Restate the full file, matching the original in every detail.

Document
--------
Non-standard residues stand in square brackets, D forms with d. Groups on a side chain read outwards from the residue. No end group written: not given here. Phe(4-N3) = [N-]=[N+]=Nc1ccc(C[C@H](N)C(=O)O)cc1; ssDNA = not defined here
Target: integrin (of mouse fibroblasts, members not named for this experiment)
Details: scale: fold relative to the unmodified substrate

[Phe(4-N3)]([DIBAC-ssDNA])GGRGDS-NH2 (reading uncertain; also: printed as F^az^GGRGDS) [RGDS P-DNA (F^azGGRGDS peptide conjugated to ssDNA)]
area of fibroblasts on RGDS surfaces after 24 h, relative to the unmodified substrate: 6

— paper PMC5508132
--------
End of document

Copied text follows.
Non-standard residues stand in square brackets, D forms with d. Groups on a side chain read outwards from the residue. No end group written: not given here. Phe(4-N3) = [N-]=[N+]=Nc1ccc(C[C@H](N)C(=O)O)cc1; ssDNA = not defined here
Target: integrin (of mouse fibroblasts, members not named for this experiment)
Details: scale: fold relative to the unmodified substrate

[Phe(4-N3)]([DIBAC-ssDNA])GGRGDS-NH2 (reading uncertain; also: printed as F^az^GGRGDS) [RGDS P-DNA (F^azGGRGDS peptide conjugated to ssDNA)]
area of fibroblasts on RGDS surfaces after 24 h, relative to the unmodified substrate: 6

— paper PMC5508132